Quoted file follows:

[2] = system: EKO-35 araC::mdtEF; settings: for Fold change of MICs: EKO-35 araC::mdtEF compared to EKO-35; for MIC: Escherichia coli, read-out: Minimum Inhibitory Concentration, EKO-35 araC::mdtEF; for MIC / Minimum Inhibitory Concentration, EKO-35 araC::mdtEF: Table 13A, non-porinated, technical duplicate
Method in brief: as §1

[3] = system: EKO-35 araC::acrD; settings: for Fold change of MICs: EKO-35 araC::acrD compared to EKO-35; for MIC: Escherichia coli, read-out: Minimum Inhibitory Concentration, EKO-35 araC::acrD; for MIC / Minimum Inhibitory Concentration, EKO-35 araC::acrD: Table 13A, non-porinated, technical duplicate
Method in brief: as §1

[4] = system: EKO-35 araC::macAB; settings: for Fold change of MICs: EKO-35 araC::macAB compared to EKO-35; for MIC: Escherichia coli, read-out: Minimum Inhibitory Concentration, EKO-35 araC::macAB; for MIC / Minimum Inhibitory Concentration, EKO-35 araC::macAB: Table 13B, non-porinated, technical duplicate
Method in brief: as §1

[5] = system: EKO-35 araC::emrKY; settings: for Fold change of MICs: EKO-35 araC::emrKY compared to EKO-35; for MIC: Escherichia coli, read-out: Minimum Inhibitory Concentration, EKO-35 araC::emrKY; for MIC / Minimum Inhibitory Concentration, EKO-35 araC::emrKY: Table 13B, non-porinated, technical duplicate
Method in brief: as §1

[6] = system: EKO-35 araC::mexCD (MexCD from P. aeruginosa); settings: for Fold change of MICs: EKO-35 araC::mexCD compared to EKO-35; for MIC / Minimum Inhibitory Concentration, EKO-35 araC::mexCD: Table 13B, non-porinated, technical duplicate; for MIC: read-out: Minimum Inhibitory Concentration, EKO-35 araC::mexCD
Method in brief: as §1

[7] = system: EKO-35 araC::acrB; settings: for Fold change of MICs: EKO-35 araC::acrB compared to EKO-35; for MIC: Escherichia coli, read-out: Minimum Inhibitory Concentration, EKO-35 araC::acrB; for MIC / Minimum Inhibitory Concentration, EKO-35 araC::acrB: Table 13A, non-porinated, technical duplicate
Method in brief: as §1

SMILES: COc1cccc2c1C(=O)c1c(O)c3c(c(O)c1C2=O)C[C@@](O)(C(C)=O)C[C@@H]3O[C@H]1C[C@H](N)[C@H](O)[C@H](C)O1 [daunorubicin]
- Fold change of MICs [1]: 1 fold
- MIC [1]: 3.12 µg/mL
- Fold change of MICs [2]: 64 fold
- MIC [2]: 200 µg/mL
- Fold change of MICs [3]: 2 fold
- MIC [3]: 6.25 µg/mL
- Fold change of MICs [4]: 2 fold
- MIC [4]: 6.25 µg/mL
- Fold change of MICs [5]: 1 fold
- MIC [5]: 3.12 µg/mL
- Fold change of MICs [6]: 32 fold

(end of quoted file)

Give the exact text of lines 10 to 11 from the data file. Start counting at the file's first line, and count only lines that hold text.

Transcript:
Method in brief: as §1

[7] = system: EKO-35 araC::acrB; settings: for Fold change of MICs: EKO-35 araC::acrB compared to EKO-35; for MIC: Escherichia coli, read-out: Minimum Inhibitory Concentration, EKO-35 araC::acrB; for MIC / Minimum Inhibitory Concentration, EKO-35 araC::acrB: Table 13A, non-porinated, technical duplicate